Friday, November 21, 2014

On the River Looking at the Moon








Somedays, today maybe,  unable to get the first paragraph off, stuck in traffic or on the three yard line. 

Drinking at a Chinese juke joint on the river:

Black  and Chinese girls everywhere, busy, Henry hot for the vest pocket girl with a green wig on her head. It was about scoring good cocaine and eating, life wrapped around bowls of it on long tables. Tequila to wash down fried Mollies, sticky rice and okra.   

It was always summer at dusk, driving the back-back roads on the side of the river, the empty-roads slow and leisurely, the convertible-car  suspended on nothing much. Henry color-blind,  the alley-ways folding into sepias wind-tunnels, leaking rainbows, majestic.

Henry didn’t want to leave town. There were too many people on the road, when you travel you are just another buffalo he thought. Traveling an effort, why get out of bed unless you have to?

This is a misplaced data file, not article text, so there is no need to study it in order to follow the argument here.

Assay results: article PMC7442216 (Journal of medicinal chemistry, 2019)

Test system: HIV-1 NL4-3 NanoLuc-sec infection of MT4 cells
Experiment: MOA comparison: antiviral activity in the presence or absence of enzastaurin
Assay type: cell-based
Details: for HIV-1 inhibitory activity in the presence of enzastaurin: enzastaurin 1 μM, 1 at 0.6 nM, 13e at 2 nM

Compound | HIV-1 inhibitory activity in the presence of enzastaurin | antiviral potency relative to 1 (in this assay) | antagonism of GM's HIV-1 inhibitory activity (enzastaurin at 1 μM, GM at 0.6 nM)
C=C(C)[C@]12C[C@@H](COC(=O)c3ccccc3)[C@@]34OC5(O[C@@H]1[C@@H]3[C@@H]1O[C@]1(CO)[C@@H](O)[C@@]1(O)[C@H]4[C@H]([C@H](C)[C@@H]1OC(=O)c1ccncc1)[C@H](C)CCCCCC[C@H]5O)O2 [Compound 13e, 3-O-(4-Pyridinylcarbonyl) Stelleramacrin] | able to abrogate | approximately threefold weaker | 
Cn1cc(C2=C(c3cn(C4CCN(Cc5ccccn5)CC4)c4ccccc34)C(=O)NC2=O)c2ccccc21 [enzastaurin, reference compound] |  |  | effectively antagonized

Henry on the computer writing, drinking coffee and smoking ganja first thing in the morning. That is what a real-man-writer did. It was ritual and celebration, there was work to be done, editing and re-editing. 

Later that morning reading Dylan Thomas, “The Clown in the Moon,” it was awesome and beautiful stuff, the greatest poetry of any century, the best anywhere. 

Thomas the last ballsy poet, 

 ’My tears are like the quiet drift
Of petals from some magic rose;
And all my grief flows from the rift
Of unremembered skies and snows.

I think, that if I touched the earth,
It would crumble;
It is so sad and beautiful,
So tremulously like a dream.’ 

Dylan Thomas writing about the planet he occupied, awesome as any moon. 

Was good poetry taken to heart enough to bankrupt the space industry Henry thought? 

'Why the moon-bound-projects could dry up,' 

belching , the out-going-wind just enough to propel a little more,

Oh fuck the economy anyways he thought, banks gave him a head-ache, he didn't worship money, money the controller of the world, people were slaves to it.  

And so on and so forth today and most days. 

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